Aliens: a source of artistic inspiration or embarrassment?Helen Grant

The year is 1964. You and two friends decide to go for a walk in Cape Cod, when, suddenly, you see a strange object in the sky. You report it to the National Guard, and they do nothing. Obviously. I’m going to go out on a limb and say that most people believe there is some form of intelligent life out there in our infinite universe; scepticism usually kicks in about whether aliens consider Earth a one-stop scientific resource/tourism destination. Anyway, your interest is piqued, you begin to research, to publish your ideas and before long, more and more people are contacting you about their experiences with aliens. You’re also the acclaimed abstract artist Budd Hopkins, but everyone needs a hobby.

“We don’t romanticise claims of alien encounters in the irresponsible way we often do with artists’ mental illnesses”

Hopkins claims to have been an alien sceptic ever since being one of the many listeners who were traumatised by Orson Welles’ The War of the Worlds, history’s most unethical radio play, which is best known for making lots of people think aliens were actually invading the earth. So Hopkins clearly knew the danger of hoaxes, but even he was eventually convinced that the danger of actual aliens was much more worrisome. He went on to dedicate significant portions of his time to researching aliens and supporting victims of supposed abductions.

What I find most compelling about Hopkin’s experience is that it was never something he claimed to represent in his art. Though some people have found his later sculptures quite alien-like, it would be remiss to write an article about extraterrestrial experiences that doesn’t acknowledge the fact that people usually see what they want to see. Still, claims of alien encounters seem to have been detrimental to the career of a respected abstract expressionist, with works held by the likes of Met and MoMA. It certainly dominated his Wikipedia page.

Blatant liars are always around to attach themselves parasitically to any good mystery, invariably for profit. In 2015, British painter Lloyd Canning claimed he was visited by aliens numerous times and that his works were the result of their projections into his mind. A few months later he then announced it was a lie for exposure, and he’d never been abducted, though he had had ‘great sightings’. I don’t think many people were shocked. Perhaps the most questionable part of his story was why aliens thought the psychedelic dreamscapes Canning painted needed to be urgently communicated to earthlings. Personally, I find his paintings the least interesting of those I examined for this article. Then again, that might be my expectations at play. They do say that money is the enemy of good art.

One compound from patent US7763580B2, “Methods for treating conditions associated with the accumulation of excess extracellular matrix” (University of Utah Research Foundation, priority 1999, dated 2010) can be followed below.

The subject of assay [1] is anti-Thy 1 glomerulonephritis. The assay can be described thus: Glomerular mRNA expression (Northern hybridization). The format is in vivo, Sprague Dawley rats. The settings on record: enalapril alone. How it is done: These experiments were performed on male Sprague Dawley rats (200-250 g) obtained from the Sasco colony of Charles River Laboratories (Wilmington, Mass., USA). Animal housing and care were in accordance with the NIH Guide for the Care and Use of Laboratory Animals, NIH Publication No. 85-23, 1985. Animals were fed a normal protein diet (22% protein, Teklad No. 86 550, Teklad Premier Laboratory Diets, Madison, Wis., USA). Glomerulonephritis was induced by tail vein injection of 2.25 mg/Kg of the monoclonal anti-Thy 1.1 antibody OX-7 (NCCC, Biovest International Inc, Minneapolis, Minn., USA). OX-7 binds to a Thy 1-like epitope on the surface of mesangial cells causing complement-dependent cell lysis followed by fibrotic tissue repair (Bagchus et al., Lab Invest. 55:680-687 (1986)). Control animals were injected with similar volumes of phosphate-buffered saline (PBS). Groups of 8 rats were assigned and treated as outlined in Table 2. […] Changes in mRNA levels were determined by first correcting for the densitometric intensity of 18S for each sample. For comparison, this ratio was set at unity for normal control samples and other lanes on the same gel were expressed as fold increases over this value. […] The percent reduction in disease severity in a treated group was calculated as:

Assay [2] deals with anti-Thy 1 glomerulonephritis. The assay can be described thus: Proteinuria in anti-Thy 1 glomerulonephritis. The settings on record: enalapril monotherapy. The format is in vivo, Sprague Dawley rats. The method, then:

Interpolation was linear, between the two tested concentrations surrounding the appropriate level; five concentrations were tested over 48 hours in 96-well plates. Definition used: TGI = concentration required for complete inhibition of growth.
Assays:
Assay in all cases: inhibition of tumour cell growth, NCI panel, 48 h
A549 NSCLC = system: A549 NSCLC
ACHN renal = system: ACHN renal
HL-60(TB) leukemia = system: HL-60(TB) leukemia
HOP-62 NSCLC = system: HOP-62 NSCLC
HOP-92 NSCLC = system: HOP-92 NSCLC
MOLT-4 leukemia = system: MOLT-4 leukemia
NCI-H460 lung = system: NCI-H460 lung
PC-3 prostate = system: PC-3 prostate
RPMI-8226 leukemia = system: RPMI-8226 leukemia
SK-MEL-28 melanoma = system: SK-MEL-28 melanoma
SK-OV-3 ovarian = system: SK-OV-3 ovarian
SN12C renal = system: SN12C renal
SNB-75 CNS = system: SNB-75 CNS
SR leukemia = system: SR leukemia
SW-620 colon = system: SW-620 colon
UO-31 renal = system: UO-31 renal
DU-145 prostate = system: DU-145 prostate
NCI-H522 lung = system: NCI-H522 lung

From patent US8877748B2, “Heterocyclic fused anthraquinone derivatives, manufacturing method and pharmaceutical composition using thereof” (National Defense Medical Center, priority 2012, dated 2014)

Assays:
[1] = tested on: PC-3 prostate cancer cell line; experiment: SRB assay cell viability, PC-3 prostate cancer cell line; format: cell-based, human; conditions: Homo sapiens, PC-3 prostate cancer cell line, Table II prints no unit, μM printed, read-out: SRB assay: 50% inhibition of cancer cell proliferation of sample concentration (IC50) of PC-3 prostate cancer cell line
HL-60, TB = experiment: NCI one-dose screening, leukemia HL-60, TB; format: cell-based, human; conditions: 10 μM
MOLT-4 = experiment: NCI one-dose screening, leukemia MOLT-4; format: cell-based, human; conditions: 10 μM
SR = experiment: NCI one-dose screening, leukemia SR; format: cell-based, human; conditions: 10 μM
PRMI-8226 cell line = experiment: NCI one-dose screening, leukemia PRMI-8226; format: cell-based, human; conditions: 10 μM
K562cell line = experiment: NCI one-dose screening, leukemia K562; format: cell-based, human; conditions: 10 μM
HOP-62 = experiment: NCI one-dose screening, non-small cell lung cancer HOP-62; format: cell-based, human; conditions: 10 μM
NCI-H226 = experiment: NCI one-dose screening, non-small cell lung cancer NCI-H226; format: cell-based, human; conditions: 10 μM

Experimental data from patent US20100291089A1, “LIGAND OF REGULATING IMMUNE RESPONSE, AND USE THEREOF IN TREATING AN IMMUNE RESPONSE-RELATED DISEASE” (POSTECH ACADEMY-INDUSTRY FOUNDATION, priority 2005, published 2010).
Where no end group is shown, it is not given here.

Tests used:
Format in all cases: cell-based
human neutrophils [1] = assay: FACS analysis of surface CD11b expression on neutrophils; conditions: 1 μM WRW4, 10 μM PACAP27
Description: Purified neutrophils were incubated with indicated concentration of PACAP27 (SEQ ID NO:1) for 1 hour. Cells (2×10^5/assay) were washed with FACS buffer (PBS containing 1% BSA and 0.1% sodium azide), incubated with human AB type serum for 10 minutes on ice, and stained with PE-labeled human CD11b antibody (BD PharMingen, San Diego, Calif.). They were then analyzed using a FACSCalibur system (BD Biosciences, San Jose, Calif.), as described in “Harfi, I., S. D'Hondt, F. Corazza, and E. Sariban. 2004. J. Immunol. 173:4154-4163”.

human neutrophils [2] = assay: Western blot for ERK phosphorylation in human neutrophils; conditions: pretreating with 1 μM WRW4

Mountain View

Vern Blosum and the art of paradox

There are also stories of artists encountering aliens that might challenge even the most tin-foil hat-friendly of us. David Huggins, the subject of documentary Love and Saucers, claims to have been visited by aliens for most of his life. What’s more, he claims to have lost his virginity to an alien named Crescent, who continued to visit him throughout his life, and with whom he fathered alien-human hybrids. Unlike Hopkins, Huggins actually did use these encounters as the basis for his art (as you might guess, they get erotic – don’t say I didn’t warn you). His works are eerie and unsettling, often showing himself, Crescent, and others in blank interior environments. Does the fact that the aliens in his paintings resemble ‘greys’, the most stereotypical image of an alien, make it more or less likely that he actually saw them? Does the sheer outrageousness of it all make the story more believable than a defensible lie, like seeing something in the sky? Though his narrative beggars belief, those who have met or seen interviews with Huggins find him compelling. He does not give the impression of a liar.

Perhaps Huggins and Hopkins are just crazy. We tend to treat people who search for UFOs as quacks, eccentrics and outcasts (after all, if you weren’t an outcast before, telling people you’ve seen aliens certainly puts you on the fast track to becoming one). We don’t romanticise claims of alien encounters in the irresponsible way we often do with artists’ mental illnesses. However, there are a number of crossovers between truth seekers and those we call great artists: they’re unusually perceptive, they question the intent of institutions like governments, and they’re willing to say things that the rest of us are afraid to. Perhaps most importantly, both groups have the tendency to wander about in isolated areas. The edge of reason has always been well populated by artists, philosophers and avant-garde types. Maybe they’re the only ones willing to see what we don’t want to.